THE FIRST PIECE of property Stan Kroenke ever cared about sits abandoned now, perched on the edge of an endless swath of farmland, sinking into the thick coffee-colored soil of central Missouri. Some of the original charm of Enos Stanley Kroenke's quaint childhood home in Mora (population: 424) remains intact. The green front door still features an old-fashioned brass and porcelain doorbell crank. The intricate wood detailing under the roof eaves has survived. But after years of neglect by the current owners, who converted the old water well into a TV antenna, any gust of wind can scatter giant flakes of gray house paint across the overgrown landscaping. "It was a beautiful little farmhouse at one time," whispers a neighbor. "It's not now."

              Kroenke, the multibillionaire real estate developer and owner of the St. Louis Rams, once recounted how he used to sit on the narrow front porch here and, as the summer sun set behind the corn, soak in the faint, scratchy radio broadcasts of the St. Louis Cardinals with his father and grandfather. Alvin Kroenke so loved the Cardinals that he named his eldest son after two of 
the team's homegrown Hall of Famers: the hardworking Enos "Country" Slaughter and the quiet, humble effortless hitter Stan "the Man" Musial.

              Today, though, the family's once idyllic front porch is full of gaping holes in its weather-worn floorboards. And Missourians fear that Kroenke's relationship with his native state 
is falling into similar disrepair.

              Since January, the reclusive Kroenke, 67, has been maneuvering his NFL team west, out of Missouri and into what would be the crown jewel of his massive real estate development and sports empire: a proposed 80,000-seat NFL stadium in Inglewood, California, with a space-age retractable roof, open-air sides and a U.S.-record $1.86 billion budget.

              Five decades after he left Mora, Kroenke has amassed a net worth of $6.3 billion, according to Forbes, and through his array of vineyards, ranches and strip malls, many of them anchored by Wal-Mart, he has become the eighth-largest landowner in the United States. All the while, he has collected sports franchises like vintage cars. Besides the Rams, he owns the English Premier League team Arsenal, valued at $1.3 billion, the Denver Nuggets, the Colorado Avalanche, MLS's Colorado Rapids, the Colorado Mammoth of the National Lacrosse League and Denver's Pepsi Center, where he maintains a 12,000-square-foot penthouse apartment on the top two floors, complete with a theater, a gym and pristine views of the Rockies.

              Most of these, however, would become secondary knickknacks if Kroenke is indeed the man who brings...
              -03-23-2015, 12:36 PM
            • MauiRam
              Bernie: Give NFL a victory, Kroenke a defeat ..
              by MauiRam
              BY BERNIE MIKLASZ
              Thursday, March 29, 2012

              Rams owner Stan Kroenke failed in his high-stakes attempt to make a winning bid for the Los Angeles Dodgers. A group put together by Magic Johnson won the auction and shocked the sports world with a successful, if crazy, $2 billion offer.

              This may have been a loss for Kroenke, but it was a win for multiple parties.

              This was a win for the NFL.

              I don't think the NFL wanted Kroenke further distracted by adding yet another toy to his collection of sports franchises. The NFL would like to see Kroenke do his best to fix the Rams and come up with a resolution to the stadium-lease issue.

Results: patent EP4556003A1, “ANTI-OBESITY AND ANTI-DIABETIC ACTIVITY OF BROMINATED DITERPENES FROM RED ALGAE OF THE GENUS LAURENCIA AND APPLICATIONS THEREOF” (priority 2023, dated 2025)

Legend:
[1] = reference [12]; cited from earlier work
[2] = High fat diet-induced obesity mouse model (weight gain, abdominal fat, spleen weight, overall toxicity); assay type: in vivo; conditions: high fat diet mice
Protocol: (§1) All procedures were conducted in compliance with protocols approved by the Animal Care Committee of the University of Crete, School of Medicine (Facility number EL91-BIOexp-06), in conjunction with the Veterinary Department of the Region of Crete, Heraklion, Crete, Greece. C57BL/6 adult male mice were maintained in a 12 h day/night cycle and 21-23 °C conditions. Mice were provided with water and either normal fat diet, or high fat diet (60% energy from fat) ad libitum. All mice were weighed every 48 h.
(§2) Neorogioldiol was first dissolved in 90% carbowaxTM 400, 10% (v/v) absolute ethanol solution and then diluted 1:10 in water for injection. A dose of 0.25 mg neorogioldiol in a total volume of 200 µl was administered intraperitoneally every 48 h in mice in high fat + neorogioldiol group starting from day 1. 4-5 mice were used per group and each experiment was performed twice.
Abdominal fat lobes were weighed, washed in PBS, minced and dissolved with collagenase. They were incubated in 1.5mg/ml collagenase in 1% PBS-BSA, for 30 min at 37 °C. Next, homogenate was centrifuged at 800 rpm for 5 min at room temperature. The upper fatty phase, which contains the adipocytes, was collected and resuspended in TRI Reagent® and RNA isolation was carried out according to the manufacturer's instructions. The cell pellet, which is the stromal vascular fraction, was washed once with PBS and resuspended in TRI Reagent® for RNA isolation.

I don't think the NFL was much interested in getting into another rules skirmish with Kroenke. Had he purchased the Dodgers, Kroenke would have been in violation of the league's cross-ownership policy, because the NFL controls the LA market. The NFL gets to avoid that potential conflict.

              It was also a win for baseball Commissioner Bud Selig. His trusted ally, longtime baseball executive Stan Kasten, is part of the winning group. Kasten will run the Dodgers; MLB got to keep this in the family.

              Kroenke did pass muster financially to qualify as one of three finalists for the Dodgers. But MLB wasn't enthusiastic about handing a crown-jewel franchise to a largely absentee owner who has so many other teams and business interests. The Dodgers occupy a special spot in baseball's heritage and deserve undivided attention.

              Moreover, MLB probably didn't want the Dodgers and Chavez Ravine to be in the middle of Kroenke's potential maneuvering for an NFL franchise in Los Angeles.

              It was a win for Dodgers fans, who are happy to have an LA sports icon in place at Chavez Ravine. Magic Johnson didn't fund the $2 billion purchase, but he recruited the money men, and he'll be on the ground in LA as the constant face of the franchise. Kroenke was no match for Johnson's LA's cachet, connection or vast popularity.

              OK, so what does Kroenke's defeat mean for Rams fans?

              Answer: to be determined.

              Kroenke lost a little leverage in St. Louis when the Dodgers slipped away from him. Rams fans and some uninformed pundits already were in a frenzied state, convinced that Kroenke (A) would get the Dodgers and (B) move the Rams to Los Angeles approximately 18 seconds later.

              It was never that simple, because the NFL plans on being doggedly protective of the LA market and will tightly control the process of putting a team there. The price on the Dodgers' sale only reinforced how valuable a LA-based NFL franchise would be for the owner, and the league isn't just going to allow anyone to sweep in and cash in. That's obvious, but the reality did nothing to prevent the paranoia from festering in St. Louis.

              It only strengthened Kroenke's leverage to have the...
              -03-30-2012, 01:39 AM